Previous work in the field has shown that alternative Mφ activation can promote Leishmania growth (55, 56). This is because l-ornithine synthesized from arginase 1 activity, which is largely controlled by IL-4, can be used by the parasites to generate polyamines and to proliferate (56, 57). The role of IL-4 for promoting susceptibility in nonhealing murine L. mexicana infections has been demonstrated, since susceptible mice lacking IL-4 or STAT6 acquire a Th1 response and fail to develop lesions (58, 59, 60). Although these above findings may seem at odds with the results presented herein, IL-4 does not always promote susceptibility. IL-4 has been shown to provide a strong stimulus for the killing of intracellular amastigotes of L. major, as long as low concentrations of IFN-γ are present (61). Similarly, pretreatment with IL-13 has been shown to increase the ability of Mφ to effectively deal with the intracellular protozoan parasite T. gondii after LPS activation (18), and this was found to be due to enhanced NO production (62). We found that susceptibility of NeMφ to L. mexicana decreased dramatically when treated with even IFN-γ alone, as well as with LPS/IFN-γ (Fig. 7,A). Although NeMφ from our B. malayi infection model produced lower levels of NO after LPS/IFN-γ treatment than did ThioMφ (Fig. 1,D) or IL-4 pretreated ThioMφ (data not shown), they were still enough to confer resistance. Even when NeMφ were infected at a 30:1 ratio of parasites/Mφ, they still managed to clear the parasite upon LPS/IFN-γ treatment (Fig. 7, D and E). Thus, despite extensive exposure to type 2 cytokines in vivo, the NeMφ maintained an IFN-γ-responsive phenotype that allowed the manifestation of a fully antimicrobial phenotype. As these experiments were performed ex vivo, they do not allow us to conclude the full infection outcome in the context of a Th2-mediated response that would be maintained in vivo. As such, the data are not directly comparable to studies in which helminth infection exacerbated leishmania infection (55, 63). Nonetheless, they do allow us to dissect the potential for functional adaptation of in vivo-generated AAMφ.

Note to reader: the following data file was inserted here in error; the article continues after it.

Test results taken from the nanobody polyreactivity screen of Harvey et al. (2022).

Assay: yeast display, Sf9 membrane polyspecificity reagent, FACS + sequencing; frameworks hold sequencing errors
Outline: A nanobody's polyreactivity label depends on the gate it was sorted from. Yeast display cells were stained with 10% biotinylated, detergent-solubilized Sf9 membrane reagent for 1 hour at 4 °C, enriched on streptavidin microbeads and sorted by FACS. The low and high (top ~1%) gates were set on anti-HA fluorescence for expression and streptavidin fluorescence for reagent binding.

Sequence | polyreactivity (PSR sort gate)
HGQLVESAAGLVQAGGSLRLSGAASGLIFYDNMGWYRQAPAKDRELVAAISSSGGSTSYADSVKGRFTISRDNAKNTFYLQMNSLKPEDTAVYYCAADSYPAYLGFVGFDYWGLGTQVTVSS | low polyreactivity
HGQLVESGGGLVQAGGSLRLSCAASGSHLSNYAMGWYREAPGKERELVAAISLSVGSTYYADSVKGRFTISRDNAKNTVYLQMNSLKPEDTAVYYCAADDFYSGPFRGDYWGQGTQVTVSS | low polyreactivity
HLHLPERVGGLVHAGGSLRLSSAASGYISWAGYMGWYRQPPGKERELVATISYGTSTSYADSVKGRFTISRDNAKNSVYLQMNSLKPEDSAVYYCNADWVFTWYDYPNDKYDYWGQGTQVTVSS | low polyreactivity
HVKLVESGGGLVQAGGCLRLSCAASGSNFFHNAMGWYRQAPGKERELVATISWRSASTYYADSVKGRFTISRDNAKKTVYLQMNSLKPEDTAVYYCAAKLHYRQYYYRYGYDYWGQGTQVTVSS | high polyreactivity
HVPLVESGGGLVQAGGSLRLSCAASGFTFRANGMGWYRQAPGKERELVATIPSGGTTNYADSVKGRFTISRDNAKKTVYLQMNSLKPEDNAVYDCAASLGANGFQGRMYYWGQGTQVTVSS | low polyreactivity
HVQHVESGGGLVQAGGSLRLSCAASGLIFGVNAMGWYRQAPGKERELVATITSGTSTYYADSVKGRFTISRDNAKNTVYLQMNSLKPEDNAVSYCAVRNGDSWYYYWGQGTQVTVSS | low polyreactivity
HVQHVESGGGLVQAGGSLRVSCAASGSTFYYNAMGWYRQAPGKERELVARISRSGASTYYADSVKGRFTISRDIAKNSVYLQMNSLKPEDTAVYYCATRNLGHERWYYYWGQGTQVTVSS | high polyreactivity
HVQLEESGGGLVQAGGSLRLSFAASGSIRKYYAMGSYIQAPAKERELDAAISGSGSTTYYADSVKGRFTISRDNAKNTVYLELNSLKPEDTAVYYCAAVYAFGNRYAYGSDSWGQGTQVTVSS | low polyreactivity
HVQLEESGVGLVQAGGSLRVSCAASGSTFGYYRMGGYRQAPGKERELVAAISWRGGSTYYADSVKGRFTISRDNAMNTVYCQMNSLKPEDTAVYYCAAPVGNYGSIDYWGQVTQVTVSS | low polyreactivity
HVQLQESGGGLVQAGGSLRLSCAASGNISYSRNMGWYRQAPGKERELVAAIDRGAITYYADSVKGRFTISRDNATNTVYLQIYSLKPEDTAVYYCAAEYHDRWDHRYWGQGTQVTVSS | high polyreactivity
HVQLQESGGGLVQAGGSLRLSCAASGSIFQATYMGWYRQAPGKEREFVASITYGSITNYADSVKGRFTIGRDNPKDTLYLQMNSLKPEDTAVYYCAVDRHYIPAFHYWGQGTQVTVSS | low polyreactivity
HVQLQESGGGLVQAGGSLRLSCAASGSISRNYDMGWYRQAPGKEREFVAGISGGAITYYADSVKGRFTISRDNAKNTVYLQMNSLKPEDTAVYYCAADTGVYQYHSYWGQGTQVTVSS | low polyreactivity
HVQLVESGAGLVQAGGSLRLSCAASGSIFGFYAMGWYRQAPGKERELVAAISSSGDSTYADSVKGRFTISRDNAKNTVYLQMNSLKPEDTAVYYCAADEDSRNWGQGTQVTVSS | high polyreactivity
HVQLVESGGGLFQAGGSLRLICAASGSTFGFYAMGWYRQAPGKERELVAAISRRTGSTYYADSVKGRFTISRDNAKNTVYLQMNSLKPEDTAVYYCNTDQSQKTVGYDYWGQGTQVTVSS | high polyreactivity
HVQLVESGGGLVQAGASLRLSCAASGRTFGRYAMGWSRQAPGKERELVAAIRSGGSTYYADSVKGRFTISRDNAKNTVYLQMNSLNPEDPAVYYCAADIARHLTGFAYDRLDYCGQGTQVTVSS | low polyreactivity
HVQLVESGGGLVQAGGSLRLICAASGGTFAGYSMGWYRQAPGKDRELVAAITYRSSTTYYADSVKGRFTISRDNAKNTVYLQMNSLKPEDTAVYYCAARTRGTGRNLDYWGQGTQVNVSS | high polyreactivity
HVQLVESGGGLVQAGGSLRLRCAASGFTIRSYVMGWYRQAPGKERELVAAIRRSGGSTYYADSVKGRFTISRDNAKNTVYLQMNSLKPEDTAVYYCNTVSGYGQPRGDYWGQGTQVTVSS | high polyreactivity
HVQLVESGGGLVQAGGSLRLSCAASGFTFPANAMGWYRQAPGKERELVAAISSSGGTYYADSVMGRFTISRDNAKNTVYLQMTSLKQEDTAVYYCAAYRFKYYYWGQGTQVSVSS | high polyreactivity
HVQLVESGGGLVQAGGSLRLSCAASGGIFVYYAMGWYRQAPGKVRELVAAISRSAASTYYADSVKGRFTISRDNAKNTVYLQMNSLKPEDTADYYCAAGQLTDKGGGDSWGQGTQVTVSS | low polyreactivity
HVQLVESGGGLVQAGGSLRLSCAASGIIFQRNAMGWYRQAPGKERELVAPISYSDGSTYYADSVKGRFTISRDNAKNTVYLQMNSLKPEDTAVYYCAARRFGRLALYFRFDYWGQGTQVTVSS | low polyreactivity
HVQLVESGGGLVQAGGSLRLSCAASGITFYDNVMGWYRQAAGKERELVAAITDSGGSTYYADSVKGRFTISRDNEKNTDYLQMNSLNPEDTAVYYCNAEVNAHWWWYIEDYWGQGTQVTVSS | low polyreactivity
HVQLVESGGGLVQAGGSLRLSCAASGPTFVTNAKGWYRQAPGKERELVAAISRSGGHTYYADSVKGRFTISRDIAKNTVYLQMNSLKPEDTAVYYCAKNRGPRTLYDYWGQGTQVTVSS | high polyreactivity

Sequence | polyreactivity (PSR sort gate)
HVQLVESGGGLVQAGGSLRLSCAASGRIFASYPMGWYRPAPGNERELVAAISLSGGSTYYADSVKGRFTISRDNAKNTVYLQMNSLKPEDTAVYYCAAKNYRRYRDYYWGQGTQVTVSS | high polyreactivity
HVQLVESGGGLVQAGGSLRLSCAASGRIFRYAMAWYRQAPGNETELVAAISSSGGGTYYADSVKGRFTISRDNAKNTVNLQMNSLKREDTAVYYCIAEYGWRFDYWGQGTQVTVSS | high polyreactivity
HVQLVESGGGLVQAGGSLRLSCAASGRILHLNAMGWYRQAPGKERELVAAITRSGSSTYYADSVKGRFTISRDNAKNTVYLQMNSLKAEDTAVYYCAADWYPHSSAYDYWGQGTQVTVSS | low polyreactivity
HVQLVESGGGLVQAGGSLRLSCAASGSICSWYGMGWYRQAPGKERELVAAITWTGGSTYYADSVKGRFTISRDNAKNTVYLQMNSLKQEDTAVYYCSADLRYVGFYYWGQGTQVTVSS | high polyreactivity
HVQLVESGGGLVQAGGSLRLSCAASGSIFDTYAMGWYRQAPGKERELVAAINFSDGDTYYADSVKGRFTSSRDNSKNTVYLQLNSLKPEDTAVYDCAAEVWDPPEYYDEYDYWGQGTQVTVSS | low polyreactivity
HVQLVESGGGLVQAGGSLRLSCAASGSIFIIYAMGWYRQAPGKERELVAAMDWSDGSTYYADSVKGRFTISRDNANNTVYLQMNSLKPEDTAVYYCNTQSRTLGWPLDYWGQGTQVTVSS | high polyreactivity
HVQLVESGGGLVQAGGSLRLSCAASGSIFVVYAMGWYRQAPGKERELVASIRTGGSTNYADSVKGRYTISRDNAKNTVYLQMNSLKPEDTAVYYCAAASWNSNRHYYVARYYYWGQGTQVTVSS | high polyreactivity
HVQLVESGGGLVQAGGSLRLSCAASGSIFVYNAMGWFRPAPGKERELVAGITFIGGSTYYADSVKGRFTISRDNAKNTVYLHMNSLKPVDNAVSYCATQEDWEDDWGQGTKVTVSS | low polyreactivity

A consistent feature of NeMφ and other helminth-induced Mφ is that they act as potent suppressors of cellular proliferation (22, 64), and several different mechanisms for the suppression have been proposed. We recently provided evidence that TGF-β may be involved to some degree (21) and have now seen that arginase contributes to this suppression since inhibition with nor-NOHA caused a partial reversal of this phenotype. However, both arginase (Fig. 1, A and C) and TGF-β (data not shown) production were partially reversed upon treatment with LPS/IFN-γ, and yet these cells retained full suppressive abilities (Fig. 3,A), so additional factors must be involved. PD-L1 has been implicated in the proliferative suppression observed by Mφ during infection with the platyhelminths T. crassiceps and S. mansoni (38, 39) and would be consistent with a contact-dependent mechanism (22). However, we did not find evidence for up-regulation of PD-L1 on NeMφ compared with the ThioMφ controls (Fig. 4,B). Also, NeMφ did not up-regulate another marker of AAMφ generated in vitro, PD-L2 (Fig. 4 B). Data now emerging from several laboratoties would suggest that the profound suppression observed may be due to multiple antiproliferative mechanisms that in addition to PD-L interactions (38, 39) include TGF-β production (21) lipid mediator release (65) and IL-10 production (66, 67).